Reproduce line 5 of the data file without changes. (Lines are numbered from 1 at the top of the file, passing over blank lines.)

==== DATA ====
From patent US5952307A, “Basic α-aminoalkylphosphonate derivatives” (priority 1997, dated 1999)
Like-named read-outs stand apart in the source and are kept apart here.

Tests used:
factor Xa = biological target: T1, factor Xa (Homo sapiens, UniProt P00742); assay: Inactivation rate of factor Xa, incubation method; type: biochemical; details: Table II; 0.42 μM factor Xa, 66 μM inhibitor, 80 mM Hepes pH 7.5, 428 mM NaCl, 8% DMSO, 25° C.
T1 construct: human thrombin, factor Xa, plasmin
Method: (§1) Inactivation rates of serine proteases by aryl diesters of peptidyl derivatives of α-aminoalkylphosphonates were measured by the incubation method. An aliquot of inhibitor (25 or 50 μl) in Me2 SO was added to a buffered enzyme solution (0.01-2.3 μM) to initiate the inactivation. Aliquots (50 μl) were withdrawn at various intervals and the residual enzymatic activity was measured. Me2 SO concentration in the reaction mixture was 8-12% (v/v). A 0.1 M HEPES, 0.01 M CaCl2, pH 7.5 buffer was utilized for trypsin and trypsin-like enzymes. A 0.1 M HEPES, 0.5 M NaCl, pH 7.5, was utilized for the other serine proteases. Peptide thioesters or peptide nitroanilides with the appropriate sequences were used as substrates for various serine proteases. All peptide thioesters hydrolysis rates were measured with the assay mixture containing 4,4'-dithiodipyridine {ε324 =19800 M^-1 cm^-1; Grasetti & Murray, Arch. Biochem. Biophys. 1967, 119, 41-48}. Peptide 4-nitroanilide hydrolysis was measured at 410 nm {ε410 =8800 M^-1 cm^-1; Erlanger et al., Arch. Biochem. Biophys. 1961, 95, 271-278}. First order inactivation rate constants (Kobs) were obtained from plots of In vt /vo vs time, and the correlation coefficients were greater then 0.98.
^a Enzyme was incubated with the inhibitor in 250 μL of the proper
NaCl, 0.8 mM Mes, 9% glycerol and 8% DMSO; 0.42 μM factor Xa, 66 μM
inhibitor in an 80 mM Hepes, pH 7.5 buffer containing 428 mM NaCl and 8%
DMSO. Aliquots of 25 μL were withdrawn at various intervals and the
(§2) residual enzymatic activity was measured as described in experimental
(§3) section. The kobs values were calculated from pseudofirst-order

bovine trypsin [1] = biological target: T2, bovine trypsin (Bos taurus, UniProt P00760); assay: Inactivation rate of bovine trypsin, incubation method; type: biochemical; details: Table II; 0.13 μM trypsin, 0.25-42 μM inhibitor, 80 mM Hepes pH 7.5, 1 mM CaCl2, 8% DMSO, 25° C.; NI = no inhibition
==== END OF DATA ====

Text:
T1 construct: human thrombin, factor Xa, plasmin